Energy Caps: Development of a sustainable and safe hybrid supercapacitor with high specific energy and maintained high specific power and cyclability.
Supercapacitors, especially hybrid supercapacitors, are a very promising technology for application in plug-in hybrids, electric cars or the smart grid, which presents a number of interesting advantages over batteries with regard to specific power and cycle life. However, a number of research challenges remains.
The Energy Caps project aims at developing a sustainable and safe hybrid supercapacitor with high specific energy and maintained high specific power and cyclability. For this purpose, five partners from two SMEs, one large company and two universities, located in four different European countries, will mutually second personnel to exchange their complementary knowledge. The research programme will involve the development of new electrodes, a high performance polymer separator and an optimized electrolyte mixture. Subsequently, these components will be combined, first in a lab cell and then in a larger prototype. The future recyclability of the novel components will be assessed throughout the project and towards the end the environmental impact of manufacturing and recycling process will be assessed.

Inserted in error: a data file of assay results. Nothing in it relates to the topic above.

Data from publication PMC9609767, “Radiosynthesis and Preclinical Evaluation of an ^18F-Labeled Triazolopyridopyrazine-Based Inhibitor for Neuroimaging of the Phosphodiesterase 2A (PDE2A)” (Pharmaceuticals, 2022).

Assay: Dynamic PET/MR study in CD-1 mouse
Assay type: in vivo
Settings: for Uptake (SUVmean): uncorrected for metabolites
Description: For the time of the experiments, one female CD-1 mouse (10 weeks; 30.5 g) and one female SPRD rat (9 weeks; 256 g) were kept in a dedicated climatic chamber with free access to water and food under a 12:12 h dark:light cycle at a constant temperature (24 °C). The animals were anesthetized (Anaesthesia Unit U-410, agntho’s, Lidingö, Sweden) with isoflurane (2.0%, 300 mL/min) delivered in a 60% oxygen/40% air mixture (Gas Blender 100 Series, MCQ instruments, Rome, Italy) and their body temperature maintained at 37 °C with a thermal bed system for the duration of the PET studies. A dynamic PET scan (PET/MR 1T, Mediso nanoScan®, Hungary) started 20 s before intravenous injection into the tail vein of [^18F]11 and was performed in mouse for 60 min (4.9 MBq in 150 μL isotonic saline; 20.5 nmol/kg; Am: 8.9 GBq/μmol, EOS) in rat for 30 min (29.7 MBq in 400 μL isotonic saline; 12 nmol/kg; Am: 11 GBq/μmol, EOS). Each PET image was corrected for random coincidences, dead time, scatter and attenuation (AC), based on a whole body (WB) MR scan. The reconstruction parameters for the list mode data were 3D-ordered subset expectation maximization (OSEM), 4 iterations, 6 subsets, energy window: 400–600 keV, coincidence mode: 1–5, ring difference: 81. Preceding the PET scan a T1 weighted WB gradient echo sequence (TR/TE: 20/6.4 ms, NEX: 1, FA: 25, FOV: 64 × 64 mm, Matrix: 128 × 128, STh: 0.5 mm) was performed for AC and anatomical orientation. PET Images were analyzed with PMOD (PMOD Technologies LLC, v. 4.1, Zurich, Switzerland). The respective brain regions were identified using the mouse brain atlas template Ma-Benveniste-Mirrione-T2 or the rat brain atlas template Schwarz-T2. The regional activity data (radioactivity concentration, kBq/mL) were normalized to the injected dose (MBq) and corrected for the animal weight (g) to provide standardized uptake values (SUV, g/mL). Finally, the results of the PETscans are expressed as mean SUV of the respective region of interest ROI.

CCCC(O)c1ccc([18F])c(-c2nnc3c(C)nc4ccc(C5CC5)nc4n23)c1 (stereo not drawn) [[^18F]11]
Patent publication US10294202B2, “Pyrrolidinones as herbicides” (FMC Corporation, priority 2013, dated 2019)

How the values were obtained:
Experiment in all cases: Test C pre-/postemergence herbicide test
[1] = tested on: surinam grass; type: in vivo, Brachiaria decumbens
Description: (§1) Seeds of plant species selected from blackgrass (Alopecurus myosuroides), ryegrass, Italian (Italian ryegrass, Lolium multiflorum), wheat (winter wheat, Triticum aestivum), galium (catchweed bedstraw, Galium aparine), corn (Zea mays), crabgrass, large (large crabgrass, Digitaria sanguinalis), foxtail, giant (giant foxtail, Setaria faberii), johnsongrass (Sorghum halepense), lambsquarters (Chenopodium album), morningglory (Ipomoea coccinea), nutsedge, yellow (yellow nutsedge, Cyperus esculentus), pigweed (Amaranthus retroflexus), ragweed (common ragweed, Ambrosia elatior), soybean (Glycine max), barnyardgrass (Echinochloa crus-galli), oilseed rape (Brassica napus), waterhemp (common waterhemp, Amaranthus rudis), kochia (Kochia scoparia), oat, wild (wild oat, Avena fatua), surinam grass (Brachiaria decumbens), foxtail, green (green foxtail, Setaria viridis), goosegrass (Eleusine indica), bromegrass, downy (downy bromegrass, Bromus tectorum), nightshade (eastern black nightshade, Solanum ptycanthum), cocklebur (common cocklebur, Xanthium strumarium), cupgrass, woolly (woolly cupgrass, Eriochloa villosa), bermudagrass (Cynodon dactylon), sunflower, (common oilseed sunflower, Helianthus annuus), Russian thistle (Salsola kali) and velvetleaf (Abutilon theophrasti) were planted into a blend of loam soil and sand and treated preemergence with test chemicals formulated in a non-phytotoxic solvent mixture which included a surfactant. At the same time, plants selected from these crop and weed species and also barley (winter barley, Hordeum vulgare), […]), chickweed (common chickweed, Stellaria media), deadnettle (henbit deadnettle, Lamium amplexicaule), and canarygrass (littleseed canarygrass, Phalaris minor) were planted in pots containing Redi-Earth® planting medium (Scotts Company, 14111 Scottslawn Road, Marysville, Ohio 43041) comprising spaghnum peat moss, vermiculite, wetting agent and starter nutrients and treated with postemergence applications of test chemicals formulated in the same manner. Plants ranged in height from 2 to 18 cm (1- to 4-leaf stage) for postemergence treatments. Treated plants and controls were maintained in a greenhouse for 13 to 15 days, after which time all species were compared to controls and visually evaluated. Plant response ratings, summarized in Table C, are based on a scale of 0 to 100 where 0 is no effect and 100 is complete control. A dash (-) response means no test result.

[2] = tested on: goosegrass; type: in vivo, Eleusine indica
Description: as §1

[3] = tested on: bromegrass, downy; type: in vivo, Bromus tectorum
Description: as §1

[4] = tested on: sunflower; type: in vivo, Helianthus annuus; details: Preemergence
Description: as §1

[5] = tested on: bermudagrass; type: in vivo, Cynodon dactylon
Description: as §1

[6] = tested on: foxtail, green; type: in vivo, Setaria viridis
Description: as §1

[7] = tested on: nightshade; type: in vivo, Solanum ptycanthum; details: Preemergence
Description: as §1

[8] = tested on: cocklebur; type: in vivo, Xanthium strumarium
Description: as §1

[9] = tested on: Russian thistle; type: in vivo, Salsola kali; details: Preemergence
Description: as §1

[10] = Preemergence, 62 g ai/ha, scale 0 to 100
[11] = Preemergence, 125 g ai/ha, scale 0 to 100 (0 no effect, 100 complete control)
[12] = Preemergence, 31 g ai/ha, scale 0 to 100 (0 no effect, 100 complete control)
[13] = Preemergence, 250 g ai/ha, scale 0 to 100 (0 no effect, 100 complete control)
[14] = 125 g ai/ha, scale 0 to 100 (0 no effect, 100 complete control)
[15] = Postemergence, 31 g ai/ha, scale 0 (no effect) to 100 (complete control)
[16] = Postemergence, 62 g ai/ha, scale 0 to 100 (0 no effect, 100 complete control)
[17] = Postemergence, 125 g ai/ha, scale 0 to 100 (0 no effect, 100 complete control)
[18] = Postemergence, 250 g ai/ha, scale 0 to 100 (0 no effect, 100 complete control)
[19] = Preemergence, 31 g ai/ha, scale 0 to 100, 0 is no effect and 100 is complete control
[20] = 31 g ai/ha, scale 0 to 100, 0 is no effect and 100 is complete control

The project will combine academic knowledge about the novel hybrid supercapacitor concept, modelling and the mechanistic understanding of supercapacitors with industrial expertise in the area of material sciences, prototyping and industrial application of supercapacitors and recycling.
The project has a balanced mixture of secondments (21 researchers, 142 months) and recruitments (4 researchers, 96 months). The secondment schedule was set-up to match the work plan and the transfer of knowledge will be supported by workshops between the partners involved in the project. Collectively, the consortium has the appropriate combination of expertise and equipment to execute the project.
The project will initiate a long-lasting collaboration between the partners and will result in a commercially exploitable supercapacitor concept.